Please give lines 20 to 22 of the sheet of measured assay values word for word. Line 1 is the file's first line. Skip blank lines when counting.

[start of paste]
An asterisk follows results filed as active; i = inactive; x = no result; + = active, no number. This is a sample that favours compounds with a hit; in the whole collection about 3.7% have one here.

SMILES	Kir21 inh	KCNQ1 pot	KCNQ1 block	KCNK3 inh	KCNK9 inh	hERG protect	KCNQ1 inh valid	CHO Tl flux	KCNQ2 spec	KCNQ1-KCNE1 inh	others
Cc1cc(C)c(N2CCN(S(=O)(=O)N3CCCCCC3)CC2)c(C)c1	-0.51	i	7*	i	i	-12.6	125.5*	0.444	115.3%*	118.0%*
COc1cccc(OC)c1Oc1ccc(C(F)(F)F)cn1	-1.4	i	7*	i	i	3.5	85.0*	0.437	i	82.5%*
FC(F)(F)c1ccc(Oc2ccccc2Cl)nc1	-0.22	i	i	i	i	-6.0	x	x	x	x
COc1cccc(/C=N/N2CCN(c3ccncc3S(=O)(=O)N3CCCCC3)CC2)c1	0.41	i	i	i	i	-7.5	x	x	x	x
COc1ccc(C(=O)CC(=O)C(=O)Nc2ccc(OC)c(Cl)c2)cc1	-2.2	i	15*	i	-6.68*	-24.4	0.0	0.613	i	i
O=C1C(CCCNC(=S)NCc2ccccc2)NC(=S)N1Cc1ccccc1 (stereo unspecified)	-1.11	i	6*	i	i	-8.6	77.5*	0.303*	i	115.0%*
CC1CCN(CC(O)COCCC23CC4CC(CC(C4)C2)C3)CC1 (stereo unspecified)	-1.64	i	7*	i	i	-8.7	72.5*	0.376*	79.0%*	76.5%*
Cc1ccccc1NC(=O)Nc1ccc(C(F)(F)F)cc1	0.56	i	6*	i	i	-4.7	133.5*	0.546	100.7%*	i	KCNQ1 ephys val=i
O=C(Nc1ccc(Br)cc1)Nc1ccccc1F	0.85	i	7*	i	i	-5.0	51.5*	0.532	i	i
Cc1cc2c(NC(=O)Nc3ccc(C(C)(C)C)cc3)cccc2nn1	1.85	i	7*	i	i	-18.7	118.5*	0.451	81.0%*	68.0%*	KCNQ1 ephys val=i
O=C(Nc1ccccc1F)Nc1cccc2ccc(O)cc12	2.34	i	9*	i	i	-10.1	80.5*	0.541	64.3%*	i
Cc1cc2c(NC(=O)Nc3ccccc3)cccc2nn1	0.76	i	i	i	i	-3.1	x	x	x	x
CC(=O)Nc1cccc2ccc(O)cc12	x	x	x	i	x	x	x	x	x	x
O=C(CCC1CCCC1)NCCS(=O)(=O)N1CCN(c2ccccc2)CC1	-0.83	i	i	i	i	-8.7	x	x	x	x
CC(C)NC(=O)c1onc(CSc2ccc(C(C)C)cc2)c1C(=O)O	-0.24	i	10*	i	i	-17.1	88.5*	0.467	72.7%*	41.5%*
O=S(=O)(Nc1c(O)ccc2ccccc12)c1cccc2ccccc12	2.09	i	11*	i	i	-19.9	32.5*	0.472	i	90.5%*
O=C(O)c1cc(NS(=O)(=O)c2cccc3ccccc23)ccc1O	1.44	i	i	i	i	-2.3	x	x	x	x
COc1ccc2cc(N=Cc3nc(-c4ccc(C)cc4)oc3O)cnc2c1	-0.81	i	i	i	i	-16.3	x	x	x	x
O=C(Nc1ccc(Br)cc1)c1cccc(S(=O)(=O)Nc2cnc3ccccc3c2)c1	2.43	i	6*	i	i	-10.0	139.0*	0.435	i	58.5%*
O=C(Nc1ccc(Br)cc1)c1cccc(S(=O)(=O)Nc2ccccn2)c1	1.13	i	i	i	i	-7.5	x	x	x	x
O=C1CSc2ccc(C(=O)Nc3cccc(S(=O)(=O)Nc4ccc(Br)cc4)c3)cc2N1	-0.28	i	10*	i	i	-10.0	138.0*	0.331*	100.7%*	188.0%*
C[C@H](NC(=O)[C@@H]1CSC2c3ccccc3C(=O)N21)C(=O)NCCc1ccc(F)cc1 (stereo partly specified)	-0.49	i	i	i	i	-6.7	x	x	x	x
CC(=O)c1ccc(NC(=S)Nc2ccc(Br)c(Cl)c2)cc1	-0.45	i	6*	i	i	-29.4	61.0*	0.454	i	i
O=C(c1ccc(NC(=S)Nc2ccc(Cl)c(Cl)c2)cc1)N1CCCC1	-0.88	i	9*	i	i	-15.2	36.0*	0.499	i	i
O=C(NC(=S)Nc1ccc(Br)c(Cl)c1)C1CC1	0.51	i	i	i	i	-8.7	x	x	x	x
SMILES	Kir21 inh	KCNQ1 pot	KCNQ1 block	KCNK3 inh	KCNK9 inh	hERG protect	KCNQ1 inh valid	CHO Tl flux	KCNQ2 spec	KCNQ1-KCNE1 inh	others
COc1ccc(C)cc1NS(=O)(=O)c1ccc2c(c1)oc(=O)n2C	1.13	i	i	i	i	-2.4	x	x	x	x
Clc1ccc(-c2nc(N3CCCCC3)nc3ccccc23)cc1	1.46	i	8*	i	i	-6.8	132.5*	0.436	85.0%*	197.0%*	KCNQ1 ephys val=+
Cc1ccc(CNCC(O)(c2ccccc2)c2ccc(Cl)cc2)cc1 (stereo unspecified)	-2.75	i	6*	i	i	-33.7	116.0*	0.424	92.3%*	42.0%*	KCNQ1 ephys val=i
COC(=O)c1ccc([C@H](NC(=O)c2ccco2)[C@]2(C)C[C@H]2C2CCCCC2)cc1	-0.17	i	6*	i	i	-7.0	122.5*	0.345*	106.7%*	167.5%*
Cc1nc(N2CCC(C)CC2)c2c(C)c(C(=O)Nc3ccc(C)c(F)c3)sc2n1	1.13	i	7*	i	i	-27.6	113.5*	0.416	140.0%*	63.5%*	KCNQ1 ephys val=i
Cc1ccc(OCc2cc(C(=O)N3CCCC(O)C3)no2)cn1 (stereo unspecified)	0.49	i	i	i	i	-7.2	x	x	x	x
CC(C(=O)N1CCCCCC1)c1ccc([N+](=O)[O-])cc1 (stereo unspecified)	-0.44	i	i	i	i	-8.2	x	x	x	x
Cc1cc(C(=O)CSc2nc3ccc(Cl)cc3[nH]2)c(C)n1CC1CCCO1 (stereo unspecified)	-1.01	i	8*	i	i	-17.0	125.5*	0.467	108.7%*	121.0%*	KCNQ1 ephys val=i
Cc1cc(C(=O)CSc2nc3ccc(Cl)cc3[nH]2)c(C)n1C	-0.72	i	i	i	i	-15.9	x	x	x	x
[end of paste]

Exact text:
COc1ccc2cc(N=Cc3nc(-c4ccc(C)cc4)oc3O)cnc2c1	-0.81	i	i	i	i	-16.3	x	x	x	x
O=C(Nc1ccc(Br)cc1)c1cccc(S(=O)(=O)Nc2cnc3ccccc3c2)c1	2.43	i	6*	i	i	-10.0	139.0*	0.435	i	58.5%*
O=C(Nc1ccc(Br)cc1)c1cccc(S(=O)(=O)Nc2ccccn2)c1	1.13	i	i	i	i	-7.5	x	x	x	x